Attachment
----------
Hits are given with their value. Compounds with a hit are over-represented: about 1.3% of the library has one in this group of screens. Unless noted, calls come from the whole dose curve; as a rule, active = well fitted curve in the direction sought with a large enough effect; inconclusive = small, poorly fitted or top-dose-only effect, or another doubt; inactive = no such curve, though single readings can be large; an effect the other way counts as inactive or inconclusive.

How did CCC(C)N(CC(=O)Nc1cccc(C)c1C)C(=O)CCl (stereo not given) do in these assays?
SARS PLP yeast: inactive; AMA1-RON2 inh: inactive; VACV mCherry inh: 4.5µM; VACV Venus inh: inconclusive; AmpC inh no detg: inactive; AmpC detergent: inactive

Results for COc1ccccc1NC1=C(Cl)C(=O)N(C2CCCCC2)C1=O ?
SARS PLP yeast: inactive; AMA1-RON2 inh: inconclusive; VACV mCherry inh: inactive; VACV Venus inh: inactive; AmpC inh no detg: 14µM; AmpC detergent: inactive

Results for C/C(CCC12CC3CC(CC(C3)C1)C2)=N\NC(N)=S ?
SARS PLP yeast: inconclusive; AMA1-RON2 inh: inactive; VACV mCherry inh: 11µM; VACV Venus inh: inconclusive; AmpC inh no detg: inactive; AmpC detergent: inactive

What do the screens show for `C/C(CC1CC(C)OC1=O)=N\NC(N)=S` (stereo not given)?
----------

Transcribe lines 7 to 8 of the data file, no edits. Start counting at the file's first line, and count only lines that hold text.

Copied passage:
SARS PLP yeast: inconclusive; AMA1-RON2 inh: inactive; VACV mCherry inh: 11µM; VACV Venus inh: inconclusive; AmpC inh no detg: inactive; AmpC detergent: inactive

What do the screens show for `C/C(CC1CC(C)OC1=O)=N\NC(N)=S` (stereo not given)?